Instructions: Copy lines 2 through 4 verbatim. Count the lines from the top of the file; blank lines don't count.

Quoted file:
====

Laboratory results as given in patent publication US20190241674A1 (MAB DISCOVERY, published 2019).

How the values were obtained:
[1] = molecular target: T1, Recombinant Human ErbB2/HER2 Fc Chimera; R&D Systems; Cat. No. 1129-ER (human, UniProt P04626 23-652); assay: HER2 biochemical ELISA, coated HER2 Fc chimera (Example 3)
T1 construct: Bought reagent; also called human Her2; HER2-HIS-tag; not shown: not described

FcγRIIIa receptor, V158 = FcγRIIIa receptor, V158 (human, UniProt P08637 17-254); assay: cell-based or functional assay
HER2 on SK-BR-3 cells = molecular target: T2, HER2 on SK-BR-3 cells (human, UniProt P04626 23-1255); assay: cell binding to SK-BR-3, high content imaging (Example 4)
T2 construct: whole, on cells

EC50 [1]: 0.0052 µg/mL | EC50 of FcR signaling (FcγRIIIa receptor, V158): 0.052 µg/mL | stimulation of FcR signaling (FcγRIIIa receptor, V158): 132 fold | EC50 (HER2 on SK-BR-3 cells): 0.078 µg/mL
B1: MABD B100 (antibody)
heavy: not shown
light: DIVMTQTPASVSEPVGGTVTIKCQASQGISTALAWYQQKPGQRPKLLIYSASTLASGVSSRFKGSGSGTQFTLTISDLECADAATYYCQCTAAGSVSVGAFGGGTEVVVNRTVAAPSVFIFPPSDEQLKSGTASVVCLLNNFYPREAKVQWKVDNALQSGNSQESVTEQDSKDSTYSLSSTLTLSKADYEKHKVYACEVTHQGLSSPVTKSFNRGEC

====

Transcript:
How the values were obtained:
[1] = molecular target: T1, Recombinant Human ErbB2/HER2 Fc Chimera; R&D Systems; Cat. No. 1129-ER (human, UniProt P04626 23-652); assay: HER2 biochemical ELISA, coated HER2 Fc chimera (Example 3)
T1 construct: Bought reagent; also called human Her2; HER2-HIS-tag; not shown: not described